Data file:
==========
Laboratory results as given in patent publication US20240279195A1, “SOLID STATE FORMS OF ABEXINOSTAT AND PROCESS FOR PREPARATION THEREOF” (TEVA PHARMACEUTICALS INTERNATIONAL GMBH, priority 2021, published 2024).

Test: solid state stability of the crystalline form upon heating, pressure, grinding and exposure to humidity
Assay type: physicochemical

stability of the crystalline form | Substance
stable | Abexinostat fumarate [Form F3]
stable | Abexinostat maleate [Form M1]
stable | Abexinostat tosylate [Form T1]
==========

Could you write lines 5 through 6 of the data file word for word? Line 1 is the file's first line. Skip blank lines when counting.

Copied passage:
stable | Abexinostat fumarate [Form F3]
stable | Abexinostat maleate [Form M1]